Advantages of diversification through different investment classes


Investors all have their own ideas on how they would like to invest their money. Investing in investment classes with differing levels of opportunities and risks takes these wishes into account. Put simply, an investment class (also known as an asset class) is a group of comparable securities. Different classes of investment assets–such as fixed-interest investments (bonds)–are viewed collectively in groups due to their financial structure. In normal market phases, the correlation between the different investment classes is usually low. This property is an important characteristic in the field of investing. Consequently, investment classes in a portfolio are frequently mixed in order to spread and diversify the portfolio risk. This approach is based on the assumption that every investment class has different risk and return characteristics that do not develop identically in a particular market environment. Diversification can reduce the risk and simultaneously enhance the probability that the desired minimum return is achieved. Alternatively, it can be used to achieve the highest return at a specified risk. You can read more on the topic of asset allocation in this blog article:

Historically the three most important investment classes were (and are) equities, bonds and cash equivalents or money market instruments (overnight funds, fixed-term deposits). Investment experts now also include so-called alternative investments, depending on their orientation, such as real estate, commodities, private equity investments, other financial derivatives, hedge funds, collector’s pieces and cryptocurrencies in the mix of investment classes. Hence, investment assets include both tangible as well as intangible instruments that investors buy and sell in order to achieve increased yields in either the short or long term.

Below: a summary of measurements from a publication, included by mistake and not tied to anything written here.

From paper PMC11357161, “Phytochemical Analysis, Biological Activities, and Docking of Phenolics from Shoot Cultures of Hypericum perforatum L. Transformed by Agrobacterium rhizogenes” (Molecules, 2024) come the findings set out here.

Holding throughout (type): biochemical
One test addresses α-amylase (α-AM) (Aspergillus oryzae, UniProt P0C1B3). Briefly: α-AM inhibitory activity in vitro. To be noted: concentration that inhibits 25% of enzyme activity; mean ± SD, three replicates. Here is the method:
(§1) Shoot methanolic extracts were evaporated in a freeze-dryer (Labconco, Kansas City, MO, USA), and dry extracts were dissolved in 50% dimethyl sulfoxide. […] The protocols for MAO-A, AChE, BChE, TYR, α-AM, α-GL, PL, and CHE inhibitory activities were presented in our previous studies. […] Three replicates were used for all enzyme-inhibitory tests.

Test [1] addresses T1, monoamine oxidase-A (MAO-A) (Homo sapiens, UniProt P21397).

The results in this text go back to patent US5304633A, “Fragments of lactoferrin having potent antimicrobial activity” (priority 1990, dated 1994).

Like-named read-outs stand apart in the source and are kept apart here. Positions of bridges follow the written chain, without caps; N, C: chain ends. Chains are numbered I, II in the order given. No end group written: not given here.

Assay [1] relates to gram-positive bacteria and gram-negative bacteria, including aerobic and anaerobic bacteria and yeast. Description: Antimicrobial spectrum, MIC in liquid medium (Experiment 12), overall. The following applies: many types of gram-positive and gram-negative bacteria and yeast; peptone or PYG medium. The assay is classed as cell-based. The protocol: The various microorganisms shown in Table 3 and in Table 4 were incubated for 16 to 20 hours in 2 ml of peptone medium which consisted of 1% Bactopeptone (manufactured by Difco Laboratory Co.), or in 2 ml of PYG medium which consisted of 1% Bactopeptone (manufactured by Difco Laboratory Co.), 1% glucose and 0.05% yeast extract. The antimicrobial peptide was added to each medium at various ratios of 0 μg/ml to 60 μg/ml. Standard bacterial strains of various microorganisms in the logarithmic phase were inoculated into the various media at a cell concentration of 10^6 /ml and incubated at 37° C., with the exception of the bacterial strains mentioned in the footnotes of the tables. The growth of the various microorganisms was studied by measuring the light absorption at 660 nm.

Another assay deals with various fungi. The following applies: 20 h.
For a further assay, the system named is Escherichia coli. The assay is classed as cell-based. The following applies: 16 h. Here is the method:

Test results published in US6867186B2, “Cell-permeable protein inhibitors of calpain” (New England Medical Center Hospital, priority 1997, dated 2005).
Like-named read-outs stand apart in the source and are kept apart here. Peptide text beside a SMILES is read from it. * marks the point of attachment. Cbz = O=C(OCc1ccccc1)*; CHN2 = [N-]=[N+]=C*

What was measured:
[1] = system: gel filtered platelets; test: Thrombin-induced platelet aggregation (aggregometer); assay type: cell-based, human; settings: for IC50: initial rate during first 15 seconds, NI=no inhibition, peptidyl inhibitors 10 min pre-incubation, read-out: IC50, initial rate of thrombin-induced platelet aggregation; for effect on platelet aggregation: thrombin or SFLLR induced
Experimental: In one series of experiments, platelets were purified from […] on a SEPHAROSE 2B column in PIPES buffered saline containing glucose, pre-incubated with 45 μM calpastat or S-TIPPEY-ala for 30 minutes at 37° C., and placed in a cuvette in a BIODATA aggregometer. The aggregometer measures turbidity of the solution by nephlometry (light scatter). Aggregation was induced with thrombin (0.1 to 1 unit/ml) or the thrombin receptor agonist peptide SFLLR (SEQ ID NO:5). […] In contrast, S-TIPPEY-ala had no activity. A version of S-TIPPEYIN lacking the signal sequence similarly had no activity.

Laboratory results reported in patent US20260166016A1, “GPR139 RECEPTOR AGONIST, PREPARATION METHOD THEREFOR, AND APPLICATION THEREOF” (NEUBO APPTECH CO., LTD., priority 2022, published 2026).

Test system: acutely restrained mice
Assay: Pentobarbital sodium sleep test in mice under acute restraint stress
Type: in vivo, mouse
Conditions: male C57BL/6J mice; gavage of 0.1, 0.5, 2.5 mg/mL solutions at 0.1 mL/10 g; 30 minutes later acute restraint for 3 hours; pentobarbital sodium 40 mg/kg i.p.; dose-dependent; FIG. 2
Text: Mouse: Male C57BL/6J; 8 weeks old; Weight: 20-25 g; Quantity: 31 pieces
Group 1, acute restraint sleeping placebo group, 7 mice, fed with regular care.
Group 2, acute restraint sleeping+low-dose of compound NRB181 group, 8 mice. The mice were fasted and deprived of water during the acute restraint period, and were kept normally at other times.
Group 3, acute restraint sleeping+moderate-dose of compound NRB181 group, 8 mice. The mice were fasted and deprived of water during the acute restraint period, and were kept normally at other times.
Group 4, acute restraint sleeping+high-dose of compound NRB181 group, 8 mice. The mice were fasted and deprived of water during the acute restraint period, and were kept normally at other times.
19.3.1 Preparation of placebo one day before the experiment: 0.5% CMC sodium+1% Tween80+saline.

Some assets are difficult to classify. For example, futures trading can be allocated both to stocks as well as to bonds or futures transactions. Physical assets, such as gold and silver, are generally considered commodities, but are also frequently traded in the form of certificates, which in turn are treated as financial derivatives. The wide variety of investments also makes allocation complicated. For example, exchange-traded funds (ETFs) are traded on the stock market, just like stocks. Assets can also be categorized by location. In market analyses, investments in domestic securities, foreign investments and investments in emerging markets are often viewed as different categories of assets.
We are over- or underweight in the individual asset classes, depending on our market expectations, in order to improve the risk/return profile of the portfolio and in this way to improve diversification. We examine this in detail in our capital markets commentary (Q2) . Below, you can find a short overview of the most important investment classes, as we see it:

Currently, we are underweight in the equities investment class, since we regard the risk/return profile to be more negative than in normal market phases and are continuing to concentrate in the short term on companies whose future profit development we consider to be reliable due to stable growth. After the end of the current bear market (sustained falling prices), which we expect in the mid term, we see the greatest opportunities for increasing equity ratio in the sectors industry, cyclical consumer goods and information technology. Furthermore, we are increasing the share of Chinese equities, with a focus on thematic investment.
Credit risks are rising in the bond space. This is primarily due to the restrictive attitudes of the central banks and the increasing pricing-in of a recession that has already occurred or is looming. We do expect higher risk premiums in corporate bonds, but do not anticipate a sudden jump in loan defaults in the next twelve months. Consequently, we are increasing the quality of the bond portfolio and improving liquidity, but remain underweight in the bond segment. We are especially cautious when it comes to maturities and prefer short-term bonds, which offer higher rates and are less volatile.
Commodities tend to demonstrate low performance after a peak in inflation. especially when a recession is looming. Gold is currently weighed down by the rising, high real interest rates. Nevertheless, in our view, it offers hedging and diversification advantages in the portfolio context for three reasons: due to the strong demand by consumers and central banks, ongoing geopolitical tensions and the prevailing uncertainty with regard to world growth and high inflation.
Due to the great uncertainty in the capital markets, we are relying on being overweight in our liquidity ratio to minimize risk, since in our view this currently has a risk/return ratio superior to stocks and bonds.
If you would like more information or have questions about these or other asset classes, our portfolio manager, Saliou Amann,, would be pleased to provide you with information, obligation-free.